Backstage Before Showtime
Jennifer Goodman, a seasoned member of The Joffrey Ballet, tells DS how she prepares for her role as Helena in The Dream 60 minutes before the curtain rises.
60 minutes: Physical Therapy
Goodman, already in full makeup, gets a 10-minute physical therapy treatment an hour prior to curtain. For the tendonitis in her left foot, the PT gives her ultrasound and a massage in the calf and shin areas.
50 minutes: Hair
The character Helena wears a Victorian hairstyle wig that is pinned on by a designated staff member from The Joffrey. Underneath the wig, Goodman’s hair is already affixed into several tight pincurls that lay flat against her scalp.
40 minutes: Warm-Up
After the wig is secured, Goodman takes the stage, where barres are placed for the company’s dancers. She begins her warm-up with stomach exercises, then takes herself through a 15- to 20-minute barre.
30 minutes: Half-hour call
The stage manager’s half-hour call is Goodman’s signal to head back to the dressing room to put on her pointe shoes. Instead of sewing the knots of her ribbons to keep them secure during performance, she uses clear tape. “I started doing that because sewing takes longer and rips the tights sometimes,” says Goodman. “The tape is easy to take off if you have a quick change.”
15 minutes: Costume
After stepping into her elaborate dress, Goodman goes to the hallway where dressers hook and button performers’ costumes. A 15-minute and a 5-minute call are given before the final “Places!”, at which point the dancers are in position, ready for the curtain to rise.
Hannah Lagerway, who recently joined Seattle’s Spectrum Dance Theater, on prepping for Donald Byrd’s
Sleeping Beauty Notebooks.
Hannah Lagerway prefers to have her hair and makeup finished an hour before curtain, so that she can fully concentrate on physical and mental preparation. She spends 30 minutes going through a “Donald Byrd warm-up” with a fellow company member, followed by five minutes of Pilates ab work and stretching. (Lagerway has been studying Pilates for seven years and teaches a weekly mat class at the company’s studios.) This close to curtain, her focus is on making sure her center is engaged and her breathing is calm.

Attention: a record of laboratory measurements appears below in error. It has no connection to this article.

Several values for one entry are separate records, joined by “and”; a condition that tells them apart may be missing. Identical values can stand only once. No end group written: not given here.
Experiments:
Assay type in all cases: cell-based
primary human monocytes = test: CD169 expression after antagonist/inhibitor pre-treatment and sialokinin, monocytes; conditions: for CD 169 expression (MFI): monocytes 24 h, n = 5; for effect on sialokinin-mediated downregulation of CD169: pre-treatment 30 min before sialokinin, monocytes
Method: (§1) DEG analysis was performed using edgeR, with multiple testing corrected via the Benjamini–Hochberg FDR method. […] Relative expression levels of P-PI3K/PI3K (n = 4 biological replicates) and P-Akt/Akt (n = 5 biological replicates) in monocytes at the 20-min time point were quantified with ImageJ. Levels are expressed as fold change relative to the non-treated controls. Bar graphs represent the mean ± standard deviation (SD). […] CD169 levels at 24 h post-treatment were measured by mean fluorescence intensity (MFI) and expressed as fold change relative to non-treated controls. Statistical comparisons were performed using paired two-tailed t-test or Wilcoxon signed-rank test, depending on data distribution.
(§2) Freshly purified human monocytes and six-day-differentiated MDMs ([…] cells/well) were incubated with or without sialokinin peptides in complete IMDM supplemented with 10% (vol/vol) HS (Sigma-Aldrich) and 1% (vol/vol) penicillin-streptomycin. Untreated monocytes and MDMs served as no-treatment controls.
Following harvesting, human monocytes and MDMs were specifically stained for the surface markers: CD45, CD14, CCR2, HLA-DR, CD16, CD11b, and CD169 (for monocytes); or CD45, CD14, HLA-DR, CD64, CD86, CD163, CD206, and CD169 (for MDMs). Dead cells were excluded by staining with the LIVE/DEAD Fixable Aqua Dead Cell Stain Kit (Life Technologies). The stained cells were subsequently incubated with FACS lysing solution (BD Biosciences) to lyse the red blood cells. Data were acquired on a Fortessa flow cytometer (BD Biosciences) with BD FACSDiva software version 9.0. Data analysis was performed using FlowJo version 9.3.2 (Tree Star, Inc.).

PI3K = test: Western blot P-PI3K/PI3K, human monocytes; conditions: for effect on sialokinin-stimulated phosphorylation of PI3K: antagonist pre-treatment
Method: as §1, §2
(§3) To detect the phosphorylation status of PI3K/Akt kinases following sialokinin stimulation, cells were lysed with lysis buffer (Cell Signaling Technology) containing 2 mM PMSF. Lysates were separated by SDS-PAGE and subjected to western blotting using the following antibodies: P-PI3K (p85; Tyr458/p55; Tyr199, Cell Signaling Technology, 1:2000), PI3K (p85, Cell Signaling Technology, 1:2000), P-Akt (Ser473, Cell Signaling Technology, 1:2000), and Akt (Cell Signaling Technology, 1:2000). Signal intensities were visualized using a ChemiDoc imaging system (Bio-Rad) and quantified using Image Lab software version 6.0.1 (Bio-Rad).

After the warm-up, she rechecks her costumes and props to ensure everything is in the right place, then changes into her first costume. Her next order of business is to review notes from rehearsal and any changes made from the previous evening’s performance. “If there are sections that are really hard for me, I’ll go over them. I make sure technically everything is working, but as soon as I’ve done it once, I have to leave it alone,” says Lagerway. “I’m not one of those dancers [who] will go through everything right before the show, because mentally it trips me up.”
She also listens to music to avoid being distracted. Since Sleeping Beauty Notebooks is a long, physically and emotionally demanding piece, she opts for mellow music, to help “stay in the zone.” Finally, she takes a few quiet moments on the side of the stage to focus. Her last task before taking the stage is to wish “merde” to her fellow cast members.